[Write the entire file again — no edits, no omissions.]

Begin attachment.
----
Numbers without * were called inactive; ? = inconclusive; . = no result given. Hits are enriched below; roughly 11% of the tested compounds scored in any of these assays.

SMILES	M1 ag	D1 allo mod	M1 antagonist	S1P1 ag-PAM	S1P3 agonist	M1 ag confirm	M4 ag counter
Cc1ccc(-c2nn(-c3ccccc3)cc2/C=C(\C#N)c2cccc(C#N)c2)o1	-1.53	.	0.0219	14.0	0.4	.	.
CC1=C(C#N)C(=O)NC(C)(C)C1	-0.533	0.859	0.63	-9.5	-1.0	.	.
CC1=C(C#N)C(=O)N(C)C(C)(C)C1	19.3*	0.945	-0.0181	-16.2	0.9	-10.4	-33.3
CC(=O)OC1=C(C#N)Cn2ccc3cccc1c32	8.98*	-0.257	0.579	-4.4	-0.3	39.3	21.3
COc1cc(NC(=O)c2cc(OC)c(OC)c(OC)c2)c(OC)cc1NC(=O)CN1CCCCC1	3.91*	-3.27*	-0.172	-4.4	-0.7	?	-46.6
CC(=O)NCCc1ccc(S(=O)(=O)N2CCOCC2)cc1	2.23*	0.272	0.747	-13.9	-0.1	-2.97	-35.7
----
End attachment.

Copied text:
Numbers without * were called inactive; ? = inconclusive; . = no result given. Hits are enriched below; roughly 11% of the tested compounds scored in any of these assays.

SMILES	M1 ag	D1 allo mod	M1 antagonist	S1P1 ag-PAM	S1P3 agonist	M1 ag confirm	M4 ag counter
Cc1ccc(-c2nn(-c3ccccc3)cc2/C=C(\C#N)c2cccc(C#N)c2)o1	-1.53	.	0.0219	14.0	0.4	.	.
CC1=C(C#N)C(=O)NC(C)(C)C1	-0.533	0.859	0.63	-9.5	-1.0	.	.
CC1=C(C#N)C(=O)N(C)C(C)(C)C1	19.3*	0.945	-0.0181	-16.2	0.9	-10.4	-33.3
CC(=O)OC1=C(C#N)Cn2ccc3cccc1c32	8.98*	-0.257	0.579	-4.4	-0.3	39.3	21.3
COc1cc(NC(=O)c2cc(OC)c(OC)c(OC)c2)c(OC)cc1NC(=O)CN1CCCCC1	3.91*	-3.27*	-0.172	-4.4	-0.7	?	-46.6
CC(=O)NCCc1ccc(S(=O)(=O)N2CCOCC2)cc1	2.23*	0.272	0.747	-13.9	-0.1	-2.97	-35.7